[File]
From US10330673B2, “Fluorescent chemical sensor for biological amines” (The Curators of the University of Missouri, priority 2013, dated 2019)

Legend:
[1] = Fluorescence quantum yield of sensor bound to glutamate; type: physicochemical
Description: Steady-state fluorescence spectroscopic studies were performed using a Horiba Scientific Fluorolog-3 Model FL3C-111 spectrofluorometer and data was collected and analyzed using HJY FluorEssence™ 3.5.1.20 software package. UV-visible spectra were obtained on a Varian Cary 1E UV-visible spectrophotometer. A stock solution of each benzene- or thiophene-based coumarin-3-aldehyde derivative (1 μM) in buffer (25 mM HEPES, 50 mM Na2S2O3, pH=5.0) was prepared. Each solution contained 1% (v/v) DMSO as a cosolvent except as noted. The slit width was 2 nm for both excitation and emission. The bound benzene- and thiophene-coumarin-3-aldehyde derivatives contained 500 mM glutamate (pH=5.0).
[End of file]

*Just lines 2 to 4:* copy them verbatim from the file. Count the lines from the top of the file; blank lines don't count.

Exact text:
Legend:
[1] = Fluorescence quantum yield of sensor bound to glutamate; type: physicochemical
Description: Steady-state fluorescence spectroscopic studies were performed using a Horiba Scientific Fluorolog-3 Model FL3C-111 spectrofluorometer and data was collected and analyzed using HJY FluorEssence™ 3.5.1.20 software package. UV-visible spectra were obtained on a Varian Cary 1E UV-visible spectrophotometer. A stock solution of each benzene- or thiophene-based coumarin-3-aldehyde derivative (1 μM) in buffer (25 mM HEPES, 50 mM Na2S2O3, pH=5.0) was prepared. Each solution contained 1% (v/v) DMSO as a cosolvent except as noted. The slit width was 2 nm for both excitation and emission. The bound benzene- and thiophene-coumarin-3-aldehyde derivatives contained 500 mM glutamate (pH=5.0).